30 March, 2011

WP7: “Hello World” using SimpleMvvmToolkit framework

Having been playing with a number of different frameworks for MVVM, I’ve now come to the simplest possible solution, the Tony Sneed framework called SimpleMvvmToolkit. It is presented (by Tony Sneed!) as the simplest possible way of doing MVVM. Well – that’s easy to say when you’ve made the framework, dude!

I would say (having 12 years+) experience, that it is not that easy after all, Tony! A “Getting-started” solution is presented on codeplex; but even that one is not that trivial and easy/straight forward and leaves a lot to wish for. So based on that experience, a proper “Hello world” is due!

Let’s first establish some terminology:

View (V):
The pure UI-elements. Handles rendering of UI to the end user. Has no knowledge of the ViewModel (VM) nor the Model (M).

ViewModel (VM):
UI-logic and notification of the UI when values are changed.

Model (M):
The object (e.g. Customer) to present in the UI (view). This is basically a DTO (Data Transfer Object) with little logic embedded. The properties of a Model is what is reflected in the View (using bindings).

Service:
A provider or Factory that can “provide” model-objects to the ViewModel.

ViewModelLocator (helper):
A provider of ViewModels and Services to the system.


The overall architecture of MVVM  (in the SimpleMvvmToolkit implementation) is seen here:

image

As seen in the figure – a number of classes/objects are in play here. The main players (View, ViewModel, Model and Service) are the green boxes, where as the yellow boxes are helpers. The View has as previously mentioned no knowledge of the Model or it’s properties. The “knowledge” required to render data in the View is entirely made using XAML-bindings in WPF/Silverlight. This is where the magic lies in the powerful binding implementation presented by XAML.

Hello World
The solution we are after, is the simplest possible implementation on a WP7 phone.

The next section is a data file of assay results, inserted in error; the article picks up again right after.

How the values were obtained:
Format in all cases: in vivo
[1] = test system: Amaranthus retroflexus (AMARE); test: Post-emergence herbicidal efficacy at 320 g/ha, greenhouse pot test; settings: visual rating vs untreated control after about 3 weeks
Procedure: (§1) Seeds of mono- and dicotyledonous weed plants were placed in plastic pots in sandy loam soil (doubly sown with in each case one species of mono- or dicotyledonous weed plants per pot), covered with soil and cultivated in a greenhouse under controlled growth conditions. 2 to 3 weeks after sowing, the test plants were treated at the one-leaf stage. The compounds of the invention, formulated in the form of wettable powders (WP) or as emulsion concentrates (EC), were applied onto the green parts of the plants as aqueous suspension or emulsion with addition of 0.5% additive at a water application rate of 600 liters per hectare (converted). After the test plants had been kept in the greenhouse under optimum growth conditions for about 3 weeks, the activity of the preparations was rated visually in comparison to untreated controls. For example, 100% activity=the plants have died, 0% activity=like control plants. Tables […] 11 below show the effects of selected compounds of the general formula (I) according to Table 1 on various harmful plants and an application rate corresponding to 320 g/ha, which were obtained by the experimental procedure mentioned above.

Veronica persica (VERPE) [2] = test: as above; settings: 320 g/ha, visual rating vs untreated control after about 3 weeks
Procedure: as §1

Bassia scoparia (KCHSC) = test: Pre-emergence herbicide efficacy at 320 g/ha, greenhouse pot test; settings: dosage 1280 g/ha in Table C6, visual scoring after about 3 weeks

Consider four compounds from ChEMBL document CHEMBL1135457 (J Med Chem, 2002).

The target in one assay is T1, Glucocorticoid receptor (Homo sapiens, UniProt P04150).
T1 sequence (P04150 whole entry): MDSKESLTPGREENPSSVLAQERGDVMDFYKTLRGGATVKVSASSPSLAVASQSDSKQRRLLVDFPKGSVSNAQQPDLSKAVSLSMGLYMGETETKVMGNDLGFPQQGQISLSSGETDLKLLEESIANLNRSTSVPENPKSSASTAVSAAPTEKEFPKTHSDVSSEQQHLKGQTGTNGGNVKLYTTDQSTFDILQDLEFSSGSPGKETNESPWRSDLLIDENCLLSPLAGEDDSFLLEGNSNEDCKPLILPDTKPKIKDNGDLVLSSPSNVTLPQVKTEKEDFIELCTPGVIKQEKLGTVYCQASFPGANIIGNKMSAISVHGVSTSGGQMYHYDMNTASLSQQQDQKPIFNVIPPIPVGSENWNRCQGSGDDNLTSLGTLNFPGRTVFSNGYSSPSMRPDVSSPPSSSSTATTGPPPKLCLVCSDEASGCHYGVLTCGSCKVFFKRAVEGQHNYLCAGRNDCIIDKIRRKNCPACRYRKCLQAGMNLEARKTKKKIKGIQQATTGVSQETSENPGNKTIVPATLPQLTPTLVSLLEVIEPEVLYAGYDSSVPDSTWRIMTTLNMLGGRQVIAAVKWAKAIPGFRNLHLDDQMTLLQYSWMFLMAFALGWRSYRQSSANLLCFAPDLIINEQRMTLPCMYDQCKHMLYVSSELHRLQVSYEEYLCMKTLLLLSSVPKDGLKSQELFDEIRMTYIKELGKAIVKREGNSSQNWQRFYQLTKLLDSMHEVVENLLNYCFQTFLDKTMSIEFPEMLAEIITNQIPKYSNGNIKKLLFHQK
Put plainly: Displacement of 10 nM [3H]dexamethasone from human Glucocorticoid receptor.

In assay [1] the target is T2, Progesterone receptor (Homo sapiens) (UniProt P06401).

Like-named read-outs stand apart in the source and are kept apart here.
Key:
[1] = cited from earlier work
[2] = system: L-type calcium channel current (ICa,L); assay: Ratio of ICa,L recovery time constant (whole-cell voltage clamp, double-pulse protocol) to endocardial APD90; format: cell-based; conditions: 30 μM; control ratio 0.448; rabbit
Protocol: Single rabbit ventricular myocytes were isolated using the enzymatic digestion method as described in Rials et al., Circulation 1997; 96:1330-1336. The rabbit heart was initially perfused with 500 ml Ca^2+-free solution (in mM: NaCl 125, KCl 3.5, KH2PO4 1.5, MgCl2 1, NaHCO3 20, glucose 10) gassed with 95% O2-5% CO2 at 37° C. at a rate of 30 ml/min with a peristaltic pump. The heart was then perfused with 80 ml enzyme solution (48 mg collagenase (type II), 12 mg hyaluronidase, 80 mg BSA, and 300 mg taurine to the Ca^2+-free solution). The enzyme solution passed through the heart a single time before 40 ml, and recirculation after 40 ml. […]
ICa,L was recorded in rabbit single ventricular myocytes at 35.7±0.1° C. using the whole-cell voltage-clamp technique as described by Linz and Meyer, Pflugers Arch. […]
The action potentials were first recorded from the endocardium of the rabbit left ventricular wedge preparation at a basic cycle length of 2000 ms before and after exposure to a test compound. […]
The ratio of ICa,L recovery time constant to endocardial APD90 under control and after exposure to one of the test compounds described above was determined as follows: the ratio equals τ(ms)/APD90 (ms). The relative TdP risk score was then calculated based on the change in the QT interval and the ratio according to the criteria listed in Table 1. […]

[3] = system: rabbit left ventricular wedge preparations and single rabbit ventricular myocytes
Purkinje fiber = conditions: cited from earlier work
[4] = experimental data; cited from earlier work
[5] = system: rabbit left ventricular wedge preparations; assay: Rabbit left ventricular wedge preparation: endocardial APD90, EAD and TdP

image             image

As seen in the solution view (above), the known players (M-V-VM) are in their own folders. In addition, a dedicated “Services” folder is presented.

Model
The model needs to inherit from ModelBase<T> (part of SimpleMvvmToolKit) to allow it to notifiy the View by means of INotifiyPropertyChanged support.

namespace MVVM_HelloWorldWP7.Models
{
public class HelloModel : ModelBase<HelloModel>
{
public HelloModel()
{
Greeting = "Hello world!";
}

private string m_greeting;
public string Greeting
{
get { return m_greeting; }
set
{
m_greeting = value;
NotifyPropertyChanged(m => m.Greeting);
}
}
}
}

ViewModel
The ViewModel is a bit more advanced. This guy needs to inherit from ViewModelDetailBase (part of SimpleMvvmToolkit). By inheriting from this baseclass and presenting the “HelloModel” as detailType, the VM will present a property called “Model” of the proper type (HelloModel in this case). As you can also see,the VM is equipped with 2 constructors; one with the Model as argument, one with a “Service” as argument. By constructing the VM with these arguments, you are actually able to inject other implementations from the outside. This is not shown in this simple example though.

namespace MVVM_HelloWorldWP7.ViewModels
{

public class HelloViewModel : ViewModelDetailBase<HelloViewModel, HelloModel>
{